ments, Salvador, Guatemala, and Nic-
aragua have agreed to join with the,
United States in a conference to medi-
tate between the warring factions in
the Honduras rebellion.
REAL! SQUIRMING!
ALIVE!

Fraternity men, sorority women~
Independents, Professors, every-
body-take a long, lingering look
on naze sven and see some real

Contest Expected To Start Bitter
Fight: Party Lines Sharply
Drawn
REPUBLICANS MANEUVER TO
BREAK DEMOCRATIC DEADLOCK
Washington, April 26.-(By A)--
The senate will launch into the income
tax rates the crux of th'e controversy
of the revenue bill Monday under a
program announced today by Chair-
man Smoot of the finance committee
in charge of the measure. Most of
the non-controversial committee
amendments have already been dis-
posed of.
The contest is expected to precipi-
tate .the most bitter legislature fight
of the session in which party lines
will be sharply drawn. A showdown
will be demanded first on the Mellon
rates, placed in the bill by the finance
committee Republicans in place of the
Lonkworth compromise adopted by
the house.
Virtuallyhadmitting thetfutility of
obtaining the adoption of these rates,
Republican organization leaders man-
oeuvered today to defeat a practically
solid Democratic lineup for a sched-
ule calling for higher sur taxes and
lower normal rates than the Mellon
plan.
Chairman Smoot said if the Mellon
rates were reiected he would , offer
a succession of amendments going up
step by step on the maximum .sur tax
rate. .A schedule lower than tha~t pro-
posed by the Democrats and about .the'
same as that adopted by; the house on,
sur tax rates would be adopted, be
predicted.
H fa
FRSHME "WiLLtATEIP
Adelphi House of Representatives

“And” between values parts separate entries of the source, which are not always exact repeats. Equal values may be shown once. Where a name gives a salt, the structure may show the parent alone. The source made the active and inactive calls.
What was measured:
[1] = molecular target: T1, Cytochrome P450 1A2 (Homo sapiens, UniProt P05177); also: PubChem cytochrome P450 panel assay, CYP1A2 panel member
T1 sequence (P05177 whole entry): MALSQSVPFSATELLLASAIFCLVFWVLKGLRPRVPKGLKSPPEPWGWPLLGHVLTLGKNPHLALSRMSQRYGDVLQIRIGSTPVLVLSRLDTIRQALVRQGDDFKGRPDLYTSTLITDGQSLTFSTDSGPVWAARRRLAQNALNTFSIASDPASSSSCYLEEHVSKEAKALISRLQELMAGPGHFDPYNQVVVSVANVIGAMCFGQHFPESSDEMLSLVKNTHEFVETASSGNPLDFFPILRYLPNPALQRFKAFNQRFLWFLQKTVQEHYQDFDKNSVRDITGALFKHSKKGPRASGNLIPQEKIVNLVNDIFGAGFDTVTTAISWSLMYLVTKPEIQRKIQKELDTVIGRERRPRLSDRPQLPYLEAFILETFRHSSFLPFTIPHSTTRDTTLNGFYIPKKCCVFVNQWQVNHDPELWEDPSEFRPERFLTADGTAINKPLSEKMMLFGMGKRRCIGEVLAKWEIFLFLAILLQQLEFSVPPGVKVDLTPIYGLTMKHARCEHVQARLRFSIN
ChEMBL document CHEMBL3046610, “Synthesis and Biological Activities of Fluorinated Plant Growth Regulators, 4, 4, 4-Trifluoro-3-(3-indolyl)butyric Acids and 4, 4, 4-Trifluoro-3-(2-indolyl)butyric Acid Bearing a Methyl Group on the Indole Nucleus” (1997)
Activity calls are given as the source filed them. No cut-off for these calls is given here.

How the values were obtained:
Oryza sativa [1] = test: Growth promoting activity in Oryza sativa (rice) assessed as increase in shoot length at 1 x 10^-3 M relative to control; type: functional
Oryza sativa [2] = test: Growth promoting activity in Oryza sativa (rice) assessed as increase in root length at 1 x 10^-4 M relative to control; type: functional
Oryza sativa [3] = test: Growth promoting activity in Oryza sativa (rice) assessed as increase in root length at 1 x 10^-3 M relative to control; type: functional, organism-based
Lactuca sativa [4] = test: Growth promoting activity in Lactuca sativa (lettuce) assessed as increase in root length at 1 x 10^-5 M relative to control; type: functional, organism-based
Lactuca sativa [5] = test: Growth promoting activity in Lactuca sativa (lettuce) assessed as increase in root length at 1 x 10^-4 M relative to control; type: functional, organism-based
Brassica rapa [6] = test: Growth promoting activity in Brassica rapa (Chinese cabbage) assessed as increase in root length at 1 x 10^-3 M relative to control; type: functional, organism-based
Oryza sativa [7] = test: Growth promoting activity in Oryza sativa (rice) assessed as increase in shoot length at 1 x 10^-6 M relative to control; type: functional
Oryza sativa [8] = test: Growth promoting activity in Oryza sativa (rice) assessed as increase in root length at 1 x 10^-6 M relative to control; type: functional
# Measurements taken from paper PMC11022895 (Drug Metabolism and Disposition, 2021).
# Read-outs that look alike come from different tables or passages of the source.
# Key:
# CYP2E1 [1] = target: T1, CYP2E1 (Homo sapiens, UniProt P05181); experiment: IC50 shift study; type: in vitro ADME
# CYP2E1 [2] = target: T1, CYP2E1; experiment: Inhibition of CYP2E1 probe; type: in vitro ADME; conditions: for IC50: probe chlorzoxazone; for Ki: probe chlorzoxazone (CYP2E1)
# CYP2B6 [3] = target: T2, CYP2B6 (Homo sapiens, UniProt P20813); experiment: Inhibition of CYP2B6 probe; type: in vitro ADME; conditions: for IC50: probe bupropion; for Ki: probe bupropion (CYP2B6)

andi Alpha Nu debating society wvill i
hold their annual fi'eshinan debate at
7:30 o'clock 'in University Hall. The
societies will debate for the possession
of the cup donated for this purposejt
last year by the Oratorical asocia-
tion, and which was won by the Adel-
phi team last year.
The subject for debate is "Resolved,
That Congress, by a Two-Thirds Vote,
Should Be Able to Override a Five-to-
Four Decision of the Supreme Court
Concerning the Constitutionality of a
Federal Law." The freshmen of Al-
pha Nu will uphold the affirmative
against the negative tem of Adelphi I
freshmen.
The Adephi team will be made up oft
S. S. Bonello, '27, G. 0. Dykstra, '27,
N. C. Bowersox, '27, and W. H. John-
son, '27, alternate. The Alpha Nui
team 'will consist of F. R. Line, '27, W.
H. Line, '27; Howard Meitert, 27, and
H. L. Selmeier, '27, alternate. The
debate is open to the public.
Iowt Loses First
Place To Gophers
.Iowa City, Iowa, April 2.-(By
AP)-The Minnesota Gophers proved
too strong, for Coach Barry's Iowa
nine here today, conquering the Haw-
keyes 6-lb and displacing them from
first place In the Conference stand-
ings. Wiscoasin now holds the top
rung position, having won more games
than any other Big Ten team. 1

Bertrand Russell, the distinguished
English physicist, philosopher, econ-
omist, and lecturer, and the scion of,
a great English house, will deliver a
University lecture at 8 o'clock Tues-
day night -in Hill auditorium. He willl
speak on "The A B C of Atoms.",
A Fehl'ow of Trinity College, Cam-
bridge, and a special professor of
philosophy at Harvard, Mr. Russell is
perhaps better known as a philosopher
than as a physicist, although his sub-
ject will be concerned with physics.
His lecture, however, is said to be of
a non-technical nature.
Professor Russell was supposed to
have arrived in America last Janu-'
ary and to have started on a lecture
tour of the country immediately, but
due to an attack of pneumonia he was
delayed until the first week of this
month. He will remain in AmericaI
until June.,
A long lecture tour has been ar-
ranged for him, including the Uni-
versities of Columbia, Cornell, North,
western,- Brown, Dartmouth, Bowdoin,
Smith, Gambier, Oxford, Wisconsin,
and Michigan. More than 50 other
lectures have also been arranged for
him, among which are lectures at New
York, Boston, Philadelphia, Washing-}